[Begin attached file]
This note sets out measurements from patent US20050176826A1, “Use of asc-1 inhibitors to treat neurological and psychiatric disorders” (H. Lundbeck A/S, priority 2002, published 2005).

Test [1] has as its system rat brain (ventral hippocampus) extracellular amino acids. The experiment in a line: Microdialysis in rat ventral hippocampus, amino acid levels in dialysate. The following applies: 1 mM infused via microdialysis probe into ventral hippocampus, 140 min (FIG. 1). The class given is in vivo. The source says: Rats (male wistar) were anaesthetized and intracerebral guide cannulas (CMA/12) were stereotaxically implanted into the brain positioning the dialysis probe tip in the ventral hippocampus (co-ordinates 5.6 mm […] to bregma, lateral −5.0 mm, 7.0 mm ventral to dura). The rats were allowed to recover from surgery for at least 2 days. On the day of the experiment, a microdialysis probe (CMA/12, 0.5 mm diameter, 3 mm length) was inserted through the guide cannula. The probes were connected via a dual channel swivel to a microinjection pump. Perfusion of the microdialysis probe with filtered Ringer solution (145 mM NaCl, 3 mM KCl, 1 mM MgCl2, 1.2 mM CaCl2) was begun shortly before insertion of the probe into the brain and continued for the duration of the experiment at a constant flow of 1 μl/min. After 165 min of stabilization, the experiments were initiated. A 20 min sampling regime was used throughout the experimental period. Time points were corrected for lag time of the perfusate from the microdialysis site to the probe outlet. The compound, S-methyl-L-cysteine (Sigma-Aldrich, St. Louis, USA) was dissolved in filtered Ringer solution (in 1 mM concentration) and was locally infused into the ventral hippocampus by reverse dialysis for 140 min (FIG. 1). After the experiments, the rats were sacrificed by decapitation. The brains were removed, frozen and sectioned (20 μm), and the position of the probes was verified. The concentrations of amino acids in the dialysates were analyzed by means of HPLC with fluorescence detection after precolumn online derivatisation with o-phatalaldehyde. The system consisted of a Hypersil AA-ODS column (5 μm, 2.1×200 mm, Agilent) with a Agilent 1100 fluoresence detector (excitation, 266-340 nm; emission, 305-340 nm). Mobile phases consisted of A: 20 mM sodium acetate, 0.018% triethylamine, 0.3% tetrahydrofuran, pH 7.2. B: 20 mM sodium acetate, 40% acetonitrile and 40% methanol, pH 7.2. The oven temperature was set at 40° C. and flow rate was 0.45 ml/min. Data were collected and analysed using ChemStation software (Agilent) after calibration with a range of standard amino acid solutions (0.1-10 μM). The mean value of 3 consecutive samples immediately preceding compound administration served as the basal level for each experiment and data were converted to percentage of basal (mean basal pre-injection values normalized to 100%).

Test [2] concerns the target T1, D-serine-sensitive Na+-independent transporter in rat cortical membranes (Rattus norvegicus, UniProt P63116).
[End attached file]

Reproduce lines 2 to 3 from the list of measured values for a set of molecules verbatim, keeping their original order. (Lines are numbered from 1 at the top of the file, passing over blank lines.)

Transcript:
Test [1] has as its system rat brain (ventral hippocampus) extracellular amino acids. The experiment in a line: Microdialysis in rat ventral hippocampus, amino acid levels in dialysate. The following applies: 1 mM infused via microdialysis probe into ventral hippocampus, 140 min (FIG. 1). The class given is in vivo. The source says: Rats (male wistar) were anaesthetized and intracerebral guide cannulas (CMA/12) were stereotaxically implanted into the brain positioning the dialysis probe tip in the ventral hippocampus (co-ordinates 5.6 mm […] to bregma, lateral −5.0 mm, 7.0 mm ventral to dura). The rats were allowed to recover from surgery for at least 2 days. On the day of the experiment, a microdialysis probe (CMA/12, 0.5 mm diameter, 3 mm length) was inserted through the guide cannula. The probes were connected via a dual channel swivel to a microinjection pump. Perfusion of the microdialysis probe with filtered Ringer solution (145 mM NaCl, 3 mM KCl, 1 mM MgCl2, 1.2 mM CaCl2) was begun shortly before insertion of the probe into the brain and continued for the duration of the experiment at a constant flow of 1 μl/min. After 165 min of stabilization, the experiments were initiated. A 20 min sampling regime was used throughout the experimental period. Time points were corrected for lag time of the perfusate from the microdialysis site to the probe outlet. The compound, S-methyl-L-cysteine (Sigma-Aldrich, St. Louis, USA) was dissolved in filtered Ringer solution (in 1 mM concentration) and was locally infused into the ventral hippocampus by reverse dialysis for 140 min (FIG. 1). After the experiments, the rats were sacrificed by decapitation. The brains were removed, frozen and sectioned (20 μm), and the position of the probes was verified. The concentrations of amino acids in the dialysates were analyzed by means of HPLC with fluorescence detection after precolumn online derivatisation with o-phatalaldehyde. The system consisted of a Hypersil AA-ODS column (5 μm, 2.1×200 mm, Agilent) with a Agilent 1100 fluoresence detector (excitation, 266-340 nm; emission, 305-340 nm). Mobile phases consisted of A: 20 mM sodium acetate, 0.018% triethylamine, 0.3% tetrahydrofuran, pH 7.2. B: 20 mM sodium acetate, 40% acetonitrile and 40% methanol, pH 7.2. The oven temperature was set at 40° C. and flow rate was 0.45 ml/min. Data were collected and analysed using ChemStation software (Agilent) after calibration with a range of standard amino acid solutions (0.1-10 μM). The mean value of 3 consecutive samples immediately preceding compound administration served as the basal level for each experiment and data were converted to percentage of basal (mean basal pre-injection values normalized to 100%).

Test [2] concerns the target T1, D-serine-sensitive Na+-independent transporter in rat cortical membranes (Rattus norvegicus, UniProt P63116).